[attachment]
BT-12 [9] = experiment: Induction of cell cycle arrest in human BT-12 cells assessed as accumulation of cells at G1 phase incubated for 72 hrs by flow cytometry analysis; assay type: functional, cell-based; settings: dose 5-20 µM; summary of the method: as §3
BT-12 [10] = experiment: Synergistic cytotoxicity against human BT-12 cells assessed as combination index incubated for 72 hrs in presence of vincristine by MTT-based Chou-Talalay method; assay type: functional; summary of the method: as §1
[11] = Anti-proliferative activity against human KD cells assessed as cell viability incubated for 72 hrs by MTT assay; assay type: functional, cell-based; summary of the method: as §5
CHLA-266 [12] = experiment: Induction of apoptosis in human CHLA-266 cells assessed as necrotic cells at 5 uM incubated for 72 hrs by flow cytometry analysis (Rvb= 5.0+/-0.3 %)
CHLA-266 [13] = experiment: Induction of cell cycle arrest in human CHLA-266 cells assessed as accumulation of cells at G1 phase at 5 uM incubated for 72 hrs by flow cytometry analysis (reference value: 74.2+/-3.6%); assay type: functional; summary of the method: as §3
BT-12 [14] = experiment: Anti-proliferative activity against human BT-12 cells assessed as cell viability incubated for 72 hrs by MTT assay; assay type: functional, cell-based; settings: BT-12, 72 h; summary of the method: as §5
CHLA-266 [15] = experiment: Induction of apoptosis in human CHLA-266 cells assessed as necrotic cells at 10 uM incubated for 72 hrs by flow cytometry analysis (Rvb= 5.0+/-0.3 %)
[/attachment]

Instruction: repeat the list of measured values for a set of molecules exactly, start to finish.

BT-12 [9] = experiment: Induction of cell cycle arrest in human BT-12 cells assessed as accumulation of cells at G1 phase incubated for 72 hrs by flow cytometry analysis; assay type: functional, cell-based; settings: dose 5-20 µM; summary of the method: as §3
BT-12 [10] = experiment: Synergistic cytotoxicity against human BT-12 cells assessed as combination index incubated for 72 hrs in presence of vincristine by MTT-based Chou-Talalay method; assay type: functional; summary of the method: as §1
[11] = Anti-proliferative activity against human KD cells assessed as cell viability incubated for 72 hrs by MTT assay; assay type: functional, cell-based; summary of the method: as §5
CHLA-266 [12] = experiment: Induction of apoptosis in human CHLA-266 cells assessed as necrotic cells at 5 uM incubated for 72 hrs by flow cytometry analysis (Rvb= 5.0+/-0.3 %)
CHLA-266 [13] = experiment: Induction of cell cycle arrest in human CHLA-266 cells assessed as accumulation of cells at G1 phase at 5 uM incubated for 72 hrs by flow cytometry analysis (reference value: 74.2+/-3.6%); assay type: functional; summary of the method: as §3
BT-12 [14] = experiment: Anti-proliferative activity against human BT-12 cells assessed as cell viability incubated for 72 hrs by MTT assay; assay type: functional, cell-based; settings: BT-12, 72 h; summary of the method: as §5
CHLA-266 [15] = experiment: Induction of apoptosis in human CHLA-266 cells assessed as necrotic cells at 10 uM incubated for 72 hrs by flow cytometry analysis (Rvb= 5.0+/-0.3 %)